Relational Frame Theory: Finding Its Historical and Intellectual Roots and Reflecting upon Its Future Development: An Introduction to Part II

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APA Citation: 

Barnes-Holmes, D., Barnes-Holmes, Y., Hussey, I. and Luciano, C. (2015) Relational Frame Theory. The Wiley Handbook of Contextual Behavioral Science, 115-128.

Publication Topic: 
Behavior Analysis: Conceptual
RFT: Conceptual
Publication Type: 
Book
Language: 
English
Keyword(s): 
behavioral psychology, bottom-up approach, multidimensional multilevel framework, relational frame theory, units of analysis
Abstract:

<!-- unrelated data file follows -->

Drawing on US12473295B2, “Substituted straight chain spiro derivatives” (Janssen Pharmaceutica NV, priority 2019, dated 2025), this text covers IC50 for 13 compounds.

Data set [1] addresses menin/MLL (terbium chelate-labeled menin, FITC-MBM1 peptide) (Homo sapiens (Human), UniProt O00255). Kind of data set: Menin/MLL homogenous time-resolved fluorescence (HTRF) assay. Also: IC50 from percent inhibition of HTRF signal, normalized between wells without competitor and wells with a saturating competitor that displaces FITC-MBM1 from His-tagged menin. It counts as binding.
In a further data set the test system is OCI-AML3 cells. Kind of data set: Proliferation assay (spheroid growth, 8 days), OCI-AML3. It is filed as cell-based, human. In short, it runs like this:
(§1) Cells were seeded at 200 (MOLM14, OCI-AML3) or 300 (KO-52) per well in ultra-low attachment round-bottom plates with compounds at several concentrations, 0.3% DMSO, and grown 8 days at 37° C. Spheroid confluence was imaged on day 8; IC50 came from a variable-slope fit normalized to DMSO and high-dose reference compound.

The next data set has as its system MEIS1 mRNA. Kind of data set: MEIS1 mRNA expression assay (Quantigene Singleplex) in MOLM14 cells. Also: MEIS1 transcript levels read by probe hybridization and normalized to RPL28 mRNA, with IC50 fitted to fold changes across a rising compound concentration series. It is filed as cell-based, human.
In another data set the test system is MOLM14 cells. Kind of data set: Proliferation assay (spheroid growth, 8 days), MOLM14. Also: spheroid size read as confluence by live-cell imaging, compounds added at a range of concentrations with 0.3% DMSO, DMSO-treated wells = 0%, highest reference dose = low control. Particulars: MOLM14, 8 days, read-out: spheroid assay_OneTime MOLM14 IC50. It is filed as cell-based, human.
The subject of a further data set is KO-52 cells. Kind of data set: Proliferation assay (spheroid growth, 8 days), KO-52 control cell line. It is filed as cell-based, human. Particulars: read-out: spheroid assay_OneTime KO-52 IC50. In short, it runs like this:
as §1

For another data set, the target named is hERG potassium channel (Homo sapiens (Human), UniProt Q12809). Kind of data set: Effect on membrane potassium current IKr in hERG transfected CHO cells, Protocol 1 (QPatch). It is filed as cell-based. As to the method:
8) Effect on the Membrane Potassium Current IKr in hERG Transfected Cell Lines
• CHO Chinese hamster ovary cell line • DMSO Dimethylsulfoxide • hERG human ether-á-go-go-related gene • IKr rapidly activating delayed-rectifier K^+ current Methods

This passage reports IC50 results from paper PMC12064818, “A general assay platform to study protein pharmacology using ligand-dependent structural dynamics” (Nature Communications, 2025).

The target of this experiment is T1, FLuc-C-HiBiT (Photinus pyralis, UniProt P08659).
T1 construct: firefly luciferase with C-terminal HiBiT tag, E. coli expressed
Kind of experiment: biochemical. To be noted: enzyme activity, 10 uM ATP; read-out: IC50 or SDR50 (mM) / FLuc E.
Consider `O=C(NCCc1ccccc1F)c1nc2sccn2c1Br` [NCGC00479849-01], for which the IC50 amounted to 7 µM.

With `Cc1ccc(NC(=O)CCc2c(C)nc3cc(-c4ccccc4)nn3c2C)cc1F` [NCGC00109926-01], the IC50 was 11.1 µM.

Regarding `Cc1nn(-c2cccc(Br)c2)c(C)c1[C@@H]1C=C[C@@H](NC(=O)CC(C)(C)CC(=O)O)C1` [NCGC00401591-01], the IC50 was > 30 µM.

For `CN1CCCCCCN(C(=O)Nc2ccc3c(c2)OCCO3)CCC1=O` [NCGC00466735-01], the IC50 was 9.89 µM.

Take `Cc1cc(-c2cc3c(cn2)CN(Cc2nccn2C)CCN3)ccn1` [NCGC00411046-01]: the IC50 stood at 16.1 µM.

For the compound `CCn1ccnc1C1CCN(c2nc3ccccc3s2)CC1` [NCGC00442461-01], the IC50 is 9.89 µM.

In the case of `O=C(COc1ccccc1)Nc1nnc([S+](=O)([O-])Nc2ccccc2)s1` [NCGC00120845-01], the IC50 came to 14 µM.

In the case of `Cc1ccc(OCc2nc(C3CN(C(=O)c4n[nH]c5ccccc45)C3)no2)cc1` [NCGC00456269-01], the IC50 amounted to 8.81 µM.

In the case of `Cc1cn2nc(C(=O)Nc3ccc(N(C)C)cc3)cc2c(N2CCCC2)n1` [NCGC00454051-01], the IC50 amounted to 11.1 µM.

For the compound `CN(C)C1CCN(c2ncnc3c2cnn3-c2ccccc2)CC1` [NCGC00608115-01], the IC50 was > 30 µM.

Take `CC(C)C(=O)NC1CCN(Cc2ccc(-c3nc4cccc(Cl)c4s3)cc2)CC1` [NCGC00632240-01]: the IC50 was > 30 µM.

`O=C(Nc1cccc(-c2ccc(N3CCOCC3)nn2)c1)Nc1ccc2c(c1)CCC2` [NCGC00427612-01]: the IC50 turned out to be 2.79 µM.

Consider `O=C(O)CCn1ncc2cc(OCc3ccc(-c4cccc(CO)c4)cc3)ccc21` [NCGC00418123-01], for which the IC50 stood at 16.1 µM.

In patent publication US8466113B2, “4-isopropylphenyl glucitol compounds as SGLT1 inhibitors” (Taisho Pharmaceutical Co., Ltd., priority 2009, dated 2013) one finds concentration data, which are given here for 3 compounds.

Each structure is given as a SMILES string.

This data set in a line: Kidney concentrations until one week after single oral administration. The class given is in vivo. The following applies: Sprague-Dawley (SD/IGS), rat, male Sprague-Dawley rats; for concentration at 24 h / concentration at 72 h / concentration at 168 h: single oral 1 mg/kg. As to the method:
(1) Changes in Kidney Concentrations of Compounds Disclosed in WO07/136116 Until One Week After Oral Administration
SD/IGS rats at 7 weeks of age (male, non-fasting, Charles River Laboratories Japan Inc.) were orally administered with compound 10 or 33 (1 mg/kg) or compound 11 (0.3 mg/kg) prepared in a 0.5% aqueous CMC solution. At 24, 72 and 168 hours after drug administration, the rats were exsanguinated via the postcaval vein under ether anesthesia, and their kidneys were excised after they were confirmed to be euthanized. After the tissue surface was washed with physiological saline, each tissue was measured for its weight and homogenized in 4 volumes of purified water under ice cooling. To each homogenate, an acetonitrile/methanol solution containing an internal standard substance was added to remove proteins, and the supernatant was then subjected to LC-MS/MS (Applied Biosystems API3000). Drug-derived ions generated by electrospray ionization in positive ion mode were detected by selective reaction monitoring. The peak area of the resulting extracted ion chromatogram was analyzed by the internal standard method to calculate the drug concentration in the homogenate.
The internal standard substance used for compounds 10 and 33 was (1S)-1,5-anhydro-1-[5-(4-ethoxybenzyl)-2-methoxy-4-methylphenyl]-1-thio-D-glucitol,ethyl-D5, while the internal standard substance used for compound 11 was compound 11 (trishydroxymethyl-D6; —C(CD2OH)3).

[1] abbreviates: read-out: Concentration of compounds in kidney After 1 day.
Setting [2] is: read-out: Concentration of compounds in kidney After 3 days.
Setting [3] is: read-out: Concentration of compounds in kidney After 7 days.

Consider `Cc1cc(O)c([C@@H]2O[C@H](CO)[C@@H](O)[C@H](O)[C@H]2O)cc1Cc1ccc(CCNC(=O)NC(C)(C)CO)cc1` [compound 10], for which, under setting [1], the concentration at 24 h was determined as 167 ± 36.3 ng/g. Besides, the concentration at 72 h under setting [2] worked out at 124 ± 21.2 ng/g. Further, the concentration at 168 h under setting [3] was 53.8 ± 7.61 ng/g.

This chapter provides a comprehensive overview of the basic and applied wings of relational frame theory (RFT). It addresses the origins of the theory from the personal perspective of the person who first conceptualized the account. Behavioral psychology, consistent with a bottom-up approach to science, is built upon generally agreed units of analysis. The critical point about RFT is that the functional response unit involves relating, rather than pressing a key or pointing at a stimulus. The chapter proposes a conceptual framework that helps to guide future research on the dynamics of relational framing and conceptualize these dynamics in a three-dimensional space, involving degrees of derivation, complexity, and coherence in arbitrarily applicable relational responding. The multidimensional multilevel (MDML) framework conceptualizes virtually all such clinically relevant behaviors as verbal, but explains the clear differences in terms of multiple dimensions.